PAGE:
Feb. 6 (Bloomberg) -- The lira headed for its biggest fall this year on weaker investor sentiment as the debt-swap deal between Greece and its creditors remains elusive.
The Turkish currency depreciated 0.8 percent at 1.7668 per dollar, paring this year’s gain to 7 percent at 11:26 a.m. in Istanbul. The decline today is the biggest since Dec. 28. Yields on the benchmark two-year bond fell nine basis points, or 0.09 percentage point, to 9.38 percent, a Turk Ekonomi Bankasi index of the securities showed.
Euro-area finance chiefs told Greek Prime Minister Lucas Papademos an increase in the 130 billion-euro ($170 billion) aid package wasn’t forthcoming if they fail to extend spending cuts. The Greek leaders are due to meet again today at about midday to work on the detail of an agreement after setting a framework for bank recapitalizations, ensuring the viability of pension funds and for measures to reduce wage and non-wage costs to boost competitiveness.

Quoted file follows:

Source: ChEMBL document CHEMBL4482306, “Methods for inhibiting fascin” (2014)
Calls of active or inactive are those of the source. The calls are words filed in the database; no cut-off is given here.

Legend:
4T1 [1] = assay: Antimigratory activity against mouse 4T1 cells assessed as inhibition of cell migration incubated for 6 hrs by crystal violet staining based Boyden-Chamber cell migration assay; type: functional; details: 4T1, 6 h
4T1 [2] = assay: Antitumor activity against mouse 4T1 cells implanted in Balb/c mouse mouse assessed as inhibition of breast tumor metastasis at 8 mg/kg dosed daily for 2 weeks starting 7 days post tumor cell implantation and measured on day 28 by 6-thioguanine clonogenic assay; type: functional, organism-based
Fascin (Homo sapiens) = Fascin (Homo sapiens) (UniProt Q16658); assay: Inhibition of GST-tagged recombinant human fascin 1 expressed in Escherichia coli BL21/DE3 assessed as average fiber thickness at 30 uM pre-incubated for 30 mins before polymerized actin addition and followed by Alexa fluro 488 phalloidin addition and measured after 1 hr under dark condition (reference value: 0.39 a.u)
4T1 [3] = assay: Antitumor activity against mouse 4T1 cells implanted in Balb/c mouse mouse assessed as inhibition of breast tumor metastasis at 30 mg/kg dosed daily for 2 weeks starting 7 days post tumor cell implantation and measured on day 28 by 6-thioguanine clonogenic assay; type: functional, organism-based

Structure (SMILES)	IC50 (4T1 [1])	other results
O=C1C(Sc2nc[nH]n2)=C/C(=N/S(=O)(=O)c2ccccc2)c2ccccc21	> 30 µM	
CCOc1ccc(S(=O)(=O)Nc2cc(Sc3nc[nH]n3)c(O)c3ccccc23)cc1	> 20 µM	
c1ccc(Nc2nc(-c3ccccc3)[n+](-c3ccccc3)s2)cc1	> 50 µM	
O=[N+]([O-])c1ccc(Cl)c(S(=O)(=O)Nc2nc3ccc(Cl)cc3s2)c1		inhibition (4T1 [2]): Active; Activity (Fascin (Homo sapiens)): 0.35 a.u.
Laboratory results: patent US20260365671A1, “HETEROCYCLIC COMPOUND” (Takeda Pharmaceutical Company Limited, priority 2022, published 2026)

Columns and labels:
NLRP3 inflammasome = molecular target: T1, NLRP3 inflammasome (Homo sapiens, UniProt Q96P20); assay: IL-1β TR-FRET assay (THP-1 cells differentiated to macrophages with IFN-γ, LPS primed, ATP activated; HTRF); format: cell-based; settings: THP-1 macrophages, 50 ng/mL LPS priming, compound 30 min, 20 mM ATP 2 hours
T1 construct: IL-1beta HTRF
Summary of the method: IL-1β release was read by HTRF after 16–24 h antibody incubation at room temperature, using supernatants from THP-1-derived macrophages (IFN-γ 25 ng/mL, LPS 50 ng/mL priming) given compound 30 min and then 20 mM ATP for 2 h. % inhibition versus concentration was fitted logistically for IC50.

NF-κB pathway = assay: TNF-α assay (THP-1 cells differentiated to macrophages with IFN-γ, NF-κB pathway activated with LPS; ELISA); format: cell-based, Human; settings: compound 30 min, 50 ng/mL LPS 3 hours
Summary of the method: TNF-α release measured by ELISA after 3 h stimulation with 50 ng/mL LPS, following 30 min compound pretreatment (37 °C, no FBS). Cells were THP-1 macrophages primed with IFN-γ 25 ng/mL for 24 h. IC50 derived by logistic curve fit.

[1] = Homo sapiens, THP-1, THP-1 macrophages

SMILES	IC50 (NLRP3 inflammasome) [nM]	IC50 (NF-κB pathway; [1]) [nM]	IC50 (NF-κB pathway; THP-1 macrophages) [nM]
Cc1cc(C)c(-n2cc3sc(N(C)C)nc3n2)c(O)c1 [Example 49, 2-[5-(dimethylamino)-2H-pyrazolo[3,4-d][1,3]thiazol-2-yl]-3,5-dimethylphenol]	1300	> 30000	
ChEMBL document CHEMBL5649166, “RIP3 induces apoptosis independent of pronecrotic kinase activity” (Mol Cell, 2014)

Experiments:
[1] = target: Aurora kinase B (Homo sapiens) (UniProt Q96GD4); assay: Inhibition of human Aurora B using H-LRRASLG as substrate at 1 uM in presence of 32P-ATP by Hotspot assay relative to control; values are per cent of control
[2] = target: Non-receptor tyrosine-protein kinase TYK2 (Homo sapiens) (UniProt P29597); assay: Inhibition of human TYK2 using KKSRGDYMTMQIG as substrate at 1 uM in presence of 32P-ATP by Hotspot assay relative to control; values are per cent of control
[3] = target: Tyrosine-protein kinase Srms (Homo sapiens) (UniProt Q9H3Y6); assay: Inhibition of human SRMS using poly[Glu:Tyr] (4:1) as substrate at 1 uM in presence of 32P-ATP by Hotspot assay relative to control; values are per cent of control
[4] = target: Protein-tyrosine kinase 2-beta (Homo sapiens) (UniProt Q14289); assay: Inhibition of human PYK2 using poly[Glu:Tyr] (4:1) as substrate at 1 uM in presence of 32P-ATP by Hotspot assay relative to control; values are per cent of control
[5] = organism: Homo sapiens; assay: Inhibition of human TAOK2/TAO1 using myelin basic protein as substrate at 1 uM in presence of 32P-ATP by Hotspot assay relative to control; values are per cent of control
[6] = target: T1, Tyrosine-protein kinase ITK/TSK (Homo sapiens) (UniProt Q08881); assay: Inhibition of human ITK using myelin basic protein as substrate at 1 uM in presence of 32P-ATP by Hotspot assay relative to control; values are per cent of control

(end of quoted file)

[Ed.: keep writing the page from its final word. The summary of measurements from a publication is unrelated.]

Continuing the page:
“A lot of people expected a deal would be reached by this weekend and these expectations have been battered again,” Thu Lan Nguyen, a currency strategist at Commerzbank AG, said in e- mailed comments. “The risk appetite is waning which is weighing on the lira.”
The lira slumped 18 percent in the biggest decline worldwide and yields soared 390 basis points last year as a widening current-account deficit and worries about the European debt crisis and Middle East revolts shook investor confidence in Turkey.
Turkey’s currency has strengthened this year on account of a tighter monetary policy. The lira was bid higher in January after the U.S. Federal Reserve Chairman Ben S. Bernanke said interest rates will remain exceptionally low for a longer period and hinted at the third round of quantitative easing.
--Editors: Ash Kumar, Linda Shen
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